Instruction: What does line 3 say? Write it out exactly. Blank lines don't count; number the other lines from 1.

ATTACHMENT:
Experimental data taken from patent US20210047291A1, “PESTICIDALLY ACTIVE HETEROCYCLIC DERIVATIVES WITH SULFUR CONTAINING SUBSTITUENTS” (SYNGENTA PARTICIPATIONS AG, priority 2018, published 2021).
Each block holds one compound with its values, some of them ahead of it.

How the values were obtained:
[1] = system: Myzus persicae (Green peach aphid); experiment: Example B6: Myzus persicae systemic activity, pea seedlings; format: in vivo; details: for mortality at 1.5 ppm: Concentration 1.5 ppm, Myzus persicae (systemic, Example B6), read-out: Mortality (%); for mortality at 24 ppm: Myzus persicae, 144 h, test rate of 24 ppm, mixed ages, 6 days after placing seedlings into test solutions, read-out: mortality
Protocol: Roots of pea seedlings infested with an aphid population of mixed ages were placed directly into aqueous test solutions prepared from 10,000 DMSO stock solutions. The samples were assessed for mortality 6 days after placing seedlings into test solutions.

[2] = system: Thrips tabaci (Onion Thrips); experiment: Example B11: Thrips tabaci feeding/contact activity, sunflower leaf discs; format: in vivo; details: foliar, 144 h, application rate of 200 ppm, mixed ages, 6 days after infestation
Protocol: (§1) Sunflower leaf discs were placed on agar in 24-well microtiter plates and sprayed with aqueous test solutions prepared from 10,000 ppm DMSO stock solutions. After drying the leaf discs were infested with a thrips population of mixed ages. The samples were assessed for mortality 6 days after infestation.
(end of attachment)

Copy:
How the values were obtained: